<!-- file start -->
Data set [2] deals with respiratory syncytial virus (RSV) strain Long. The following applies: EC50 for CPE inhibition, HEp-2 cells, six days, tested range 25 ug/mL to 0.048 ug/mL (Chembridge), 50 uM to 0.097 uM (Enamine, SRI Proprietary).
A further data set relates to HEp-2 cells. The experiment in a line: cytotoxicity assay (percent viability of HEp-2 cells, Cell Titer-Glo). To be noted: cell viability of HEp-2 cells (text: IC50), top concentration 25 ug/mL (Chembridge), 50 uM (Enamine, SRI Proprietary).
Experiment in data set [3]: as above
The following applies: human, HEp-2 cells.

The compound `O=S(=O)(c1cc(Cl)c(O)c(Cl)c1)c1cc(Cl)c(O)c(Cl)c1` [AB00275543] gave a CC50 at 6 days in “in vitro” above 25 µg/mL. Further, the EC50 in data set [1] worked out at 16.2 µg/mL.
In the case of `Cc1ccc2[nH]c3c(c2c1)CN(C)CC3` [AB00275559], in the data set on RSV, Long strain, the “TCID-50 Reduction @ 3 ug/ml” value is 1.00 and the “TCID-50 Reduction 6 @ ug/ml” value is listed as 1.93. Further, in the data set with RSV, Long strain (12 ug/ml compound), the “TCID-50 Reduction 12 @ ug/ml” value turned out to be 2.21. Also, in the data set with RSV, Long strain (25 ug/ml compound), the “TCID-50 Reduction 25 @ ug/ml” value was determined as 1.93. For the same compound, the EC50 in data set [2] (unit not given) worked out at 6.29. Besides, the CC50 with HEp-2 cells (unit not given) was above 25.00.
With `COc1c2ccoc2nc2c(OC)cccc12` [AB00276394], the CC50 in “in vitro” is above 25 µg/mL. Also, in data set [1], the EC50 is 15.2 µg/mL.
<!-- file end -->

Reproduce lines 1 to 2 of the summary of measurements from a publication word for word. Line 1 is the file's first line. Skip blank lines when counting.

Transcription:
Data set [2] deals with respiratory syncytial virus (RSV) strain Long. The following applies: EC50 for CPE inhibition, HEp-2 cells, six days, tested range 25 ug/mL to 0.048 ug/mL (Chembridge), 50 uM to 0.097 uM (Enamine, SRI Proprietary).
A further data set relates to HEp-2 cells. The experiment in a line: cytotoxicity assay (percent viability of HEp-2 cells, Cell Titer-Glo). To be noted: cell viability of HEp-2 cells (text: IC50), top concentration 25 ug/mL (Chembridge), 50 uM (Enamine, SRI Proprietary).